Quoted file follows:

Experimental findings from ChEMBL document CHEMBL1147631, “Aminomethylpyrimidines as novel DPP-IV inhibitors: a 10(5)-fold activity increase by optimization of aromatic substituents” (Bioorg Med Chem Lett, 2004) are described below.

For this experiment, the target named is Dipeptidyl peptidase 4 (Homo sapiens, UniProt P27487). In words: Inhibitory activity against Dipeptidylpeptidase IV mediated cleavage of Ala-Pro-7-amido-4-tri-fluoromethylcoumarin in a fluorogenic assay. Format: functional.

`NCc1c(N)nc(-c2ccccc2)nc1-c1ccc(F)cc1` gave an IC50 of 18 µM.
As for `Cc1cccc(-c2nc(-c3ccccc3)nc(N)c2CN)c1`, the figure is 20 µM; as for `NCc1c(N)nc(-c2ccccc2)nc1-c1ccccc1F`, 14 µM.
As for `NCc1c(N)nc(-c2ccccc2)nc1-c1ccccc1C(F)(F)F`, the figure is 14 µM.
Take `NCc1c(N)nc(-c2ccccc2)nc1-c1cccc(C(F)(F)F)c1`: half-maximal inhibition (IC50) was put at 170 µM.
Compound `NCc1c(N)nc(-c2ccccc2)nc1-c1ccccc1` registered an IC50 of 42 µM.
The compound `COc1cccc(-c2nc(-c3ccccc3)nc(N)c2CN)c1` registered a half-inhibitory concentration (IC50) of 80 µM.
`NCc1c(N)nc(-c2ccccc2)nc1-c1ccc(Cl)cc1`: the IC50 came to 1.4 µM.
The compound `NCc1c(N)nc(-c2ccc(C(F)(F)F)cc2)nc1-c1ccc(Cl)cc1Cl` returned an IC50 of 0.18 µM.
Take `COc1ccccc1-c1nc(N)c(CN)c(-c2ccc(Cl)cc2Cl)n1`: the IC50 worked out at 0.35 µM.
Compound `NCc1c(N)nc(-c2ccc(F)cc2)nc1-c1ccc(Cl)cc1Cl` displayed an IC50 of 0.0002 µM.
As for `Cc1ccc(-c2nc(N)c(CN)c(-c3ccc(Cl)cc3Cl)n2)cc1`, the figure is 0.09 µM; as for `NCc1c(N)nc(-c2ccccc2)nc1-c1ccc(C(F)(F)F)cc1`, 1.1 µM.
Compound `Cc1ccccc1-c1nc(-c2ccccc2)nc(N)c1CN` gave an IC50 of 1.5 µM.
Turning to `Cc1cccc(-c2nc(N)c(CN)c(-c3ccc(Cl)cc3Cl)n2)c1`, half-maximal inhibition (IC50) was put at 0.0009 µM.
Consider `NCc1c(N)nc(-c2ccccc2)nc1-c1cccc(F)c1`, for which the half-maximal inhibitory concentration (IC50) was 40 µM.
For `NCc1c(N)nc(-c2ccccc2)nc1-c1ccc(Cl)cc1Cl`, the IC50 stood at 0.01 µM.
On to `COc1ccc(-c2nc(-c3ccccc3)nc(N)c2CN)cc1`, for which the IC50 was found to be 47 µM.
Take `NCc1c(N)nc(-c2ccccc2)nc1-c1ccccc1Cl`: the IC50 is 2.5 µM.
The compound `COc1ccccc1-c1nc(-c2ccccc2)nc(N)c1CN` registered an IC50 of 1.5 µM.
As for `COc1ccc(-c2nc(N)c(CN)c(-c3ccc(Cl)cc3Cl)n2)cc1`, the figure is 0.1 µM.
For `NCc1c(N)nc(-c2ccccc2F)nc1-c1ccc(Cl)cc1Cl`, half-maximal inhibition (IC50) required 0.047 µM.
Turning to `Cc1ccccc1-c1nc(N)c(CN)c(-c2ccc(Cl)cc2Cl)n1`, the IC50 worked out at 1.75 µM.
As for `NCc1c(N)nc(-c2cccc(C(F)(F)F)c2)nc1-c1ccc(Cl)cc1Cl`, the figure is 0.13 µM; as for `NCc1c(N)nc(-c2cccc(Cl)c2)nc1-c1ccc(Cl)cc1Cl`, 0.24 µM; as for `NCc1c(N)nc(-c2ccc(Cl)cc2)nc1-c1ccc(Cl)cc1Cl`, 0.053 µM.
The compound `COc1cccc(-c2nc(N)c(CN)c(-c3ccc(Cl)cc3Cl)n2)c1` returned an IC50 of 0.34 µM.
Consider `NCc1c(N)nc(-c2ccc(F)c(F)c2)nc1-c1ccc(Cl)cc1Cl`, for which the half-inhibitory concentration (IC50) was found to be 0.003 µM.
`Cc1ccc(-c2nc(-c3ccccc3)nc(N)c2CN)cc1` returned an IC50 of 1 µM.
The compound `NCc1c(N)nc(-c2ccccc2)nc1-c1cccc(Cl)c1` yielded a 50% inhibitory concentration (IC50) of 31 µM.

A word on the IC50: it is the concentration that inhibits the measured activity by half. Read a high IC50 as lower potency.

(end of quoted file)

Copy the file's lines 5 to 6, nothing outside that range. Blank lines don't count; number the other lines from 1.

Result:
As for `NCc1c(N)nc(-c2ccccc2)nc1-c1ccccc1C(F)(F)F`, the figure is 14 µM.
Take `NCc1c(N)nc(-c2ccccc2)nc1-c1cccc(C(F)(F)F)c1`: half-maximal inhibition (IC50) was put at 170 µM.